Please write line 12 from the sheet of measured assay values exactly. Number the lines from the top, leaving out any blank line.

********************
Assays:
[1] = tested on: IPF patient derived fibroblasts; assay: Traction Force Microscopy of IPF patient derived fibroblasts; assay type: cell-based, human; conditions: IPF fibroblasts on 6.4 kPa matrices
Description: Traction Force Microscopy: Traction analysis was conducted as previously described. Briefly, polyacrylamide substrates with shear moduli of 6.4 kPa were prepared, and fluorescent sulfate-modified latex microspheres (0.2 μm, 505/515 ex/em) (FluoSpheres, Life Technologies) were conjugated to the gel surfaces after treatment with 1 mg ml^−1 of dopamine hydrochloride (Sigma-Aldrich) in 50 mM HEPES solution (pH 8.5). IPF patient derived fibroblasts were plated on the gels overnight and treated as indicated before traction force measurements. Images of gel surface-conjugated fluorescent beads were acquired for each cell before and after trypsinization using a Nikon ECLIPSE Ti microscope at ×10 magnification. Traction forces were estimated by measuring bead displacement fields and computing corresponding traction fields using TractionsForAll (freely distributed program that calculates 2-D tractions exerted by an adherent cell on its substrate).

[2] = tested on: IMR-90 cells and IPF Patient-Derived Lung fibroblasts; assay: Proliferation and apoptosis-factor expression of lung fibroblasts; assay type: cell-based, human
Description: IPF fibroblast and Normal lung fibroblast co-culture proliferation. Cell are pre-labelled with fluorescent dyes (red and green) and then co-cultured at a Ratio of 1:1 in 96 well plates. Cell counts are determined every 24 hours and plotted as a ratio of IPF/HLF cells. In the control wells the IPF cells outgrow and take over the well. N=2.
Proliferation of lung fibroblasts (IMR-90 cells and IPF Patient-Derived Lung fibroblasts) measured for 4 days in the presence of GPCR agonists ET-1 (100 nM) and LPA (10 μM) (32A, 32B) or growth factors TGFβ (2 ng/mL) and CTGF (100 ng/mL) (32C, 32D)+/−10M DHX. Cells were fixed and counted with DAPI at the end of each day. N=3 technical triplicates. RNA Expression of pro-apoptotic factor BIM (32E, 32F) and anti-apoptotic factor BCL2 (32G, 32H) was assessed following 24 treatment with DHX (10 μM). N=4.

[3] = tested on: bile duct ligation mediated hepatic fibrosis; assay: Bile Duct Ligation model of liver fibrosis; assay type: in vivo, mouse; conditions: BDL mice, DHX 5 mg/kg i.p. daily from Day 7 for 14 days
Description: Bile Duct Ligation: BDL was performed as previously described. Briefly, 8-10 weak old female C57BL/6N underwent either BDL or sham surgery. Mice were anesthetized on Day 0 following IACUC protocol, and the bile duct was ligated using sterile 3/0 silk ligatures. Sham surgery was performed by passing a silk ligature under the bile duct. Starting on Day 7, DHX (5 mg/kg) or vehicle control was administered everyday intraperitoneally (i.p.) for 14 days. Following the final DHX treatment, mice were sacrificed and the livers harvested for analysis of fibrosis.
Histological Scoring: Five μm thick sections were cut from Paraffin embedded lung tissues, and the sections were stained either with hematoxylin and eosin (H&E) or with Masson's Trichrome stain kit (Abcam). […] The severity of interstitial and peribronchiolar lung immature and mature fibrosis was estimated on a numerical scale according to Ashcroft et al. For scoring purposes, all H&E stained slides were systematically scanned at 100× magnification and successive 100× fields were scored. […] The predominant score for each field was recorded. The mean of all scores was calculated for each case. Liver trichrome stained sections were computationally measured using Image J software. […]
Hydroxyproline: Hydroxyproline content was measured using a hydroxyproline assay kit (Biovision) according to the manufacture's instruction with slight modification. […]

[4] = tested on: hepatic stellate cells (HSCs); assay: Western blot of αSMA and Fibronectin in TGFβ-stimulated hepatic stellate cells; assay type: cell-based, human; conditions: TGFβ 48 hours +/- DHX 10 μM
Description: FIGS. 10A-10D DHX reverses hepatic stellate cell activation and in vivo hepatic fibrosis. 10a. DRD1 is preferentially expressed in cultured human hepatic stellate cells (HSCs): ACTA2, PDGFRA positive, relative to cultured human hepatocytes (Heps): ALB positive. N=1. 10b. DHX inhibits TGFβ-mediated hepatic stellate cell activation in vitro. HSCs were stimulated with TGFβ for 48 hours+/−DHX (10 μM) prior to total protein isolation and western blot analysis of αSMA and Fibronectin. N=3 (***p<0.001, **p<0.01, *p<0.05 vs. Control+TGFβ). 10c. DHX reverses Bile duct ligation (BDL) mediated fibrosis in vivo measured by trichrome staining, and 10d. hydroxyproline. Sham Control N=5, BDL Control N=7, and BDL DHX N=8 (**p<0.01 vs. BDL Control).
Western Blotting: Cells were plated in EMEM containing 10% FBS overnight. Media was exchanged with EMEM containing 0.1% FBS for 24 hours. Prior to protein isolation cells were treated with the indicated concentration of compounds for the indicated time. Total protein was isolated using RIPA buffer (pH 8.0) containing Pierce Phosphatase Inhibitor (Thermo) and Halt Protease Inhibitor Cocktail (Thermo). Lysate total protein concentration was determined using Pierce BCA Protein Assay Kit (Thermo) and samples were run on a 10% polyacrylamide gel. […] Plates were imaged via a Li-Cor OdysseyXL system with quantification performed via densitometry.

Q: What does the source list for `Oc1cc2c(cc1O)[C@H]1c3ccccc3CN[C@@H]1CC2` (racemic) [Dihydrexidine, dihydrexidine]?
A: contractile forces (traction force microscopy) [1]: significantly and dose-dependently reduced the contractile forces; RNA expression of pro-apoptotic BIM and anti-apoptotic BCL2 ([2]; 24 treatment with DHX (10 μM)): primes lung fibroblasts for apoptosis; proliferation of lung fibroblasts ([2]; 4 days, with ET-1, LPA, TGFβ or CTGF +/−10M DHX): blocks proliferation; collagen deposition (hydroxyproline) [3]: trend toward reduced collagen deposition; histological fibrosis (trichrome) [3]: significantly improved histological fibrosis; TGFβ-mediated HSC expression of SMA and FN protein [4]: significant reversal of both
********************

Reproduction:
Description: FIGS. 10A-10D DHX reverses hepatic stellate cell activation and in vivo hepatic fibrosis. 10a. DRD1 is preferentially expressed in cultured human hepatic stellate cells (HSCs): ACTA2, PDGFRA positive, relative to cultured human hepatocytes (Heps): ALB positive. N=1. 10b. DHX inhibits TGFβ-mediated hepatic stellate cell activation in vitro. HSCs were stimulated with TGFβ for 48 hours+/−DHX (10 μM) prior to total protein isolation and western blot analysis of αSMA and Fibronectin. N=3 (***p<0.001, **p<0.01, *p<0.05 vs. Control+TGFβ). 10c. DHX reverses Bile duct ligation (BDL) mediated fibrosis in vivo measured by trichrome staining, and 10d. hydroxyproline. Sham Control N=5, BDL Control N=7, and BDL DHX N=8 (**p<0.01 vs. BDL Control).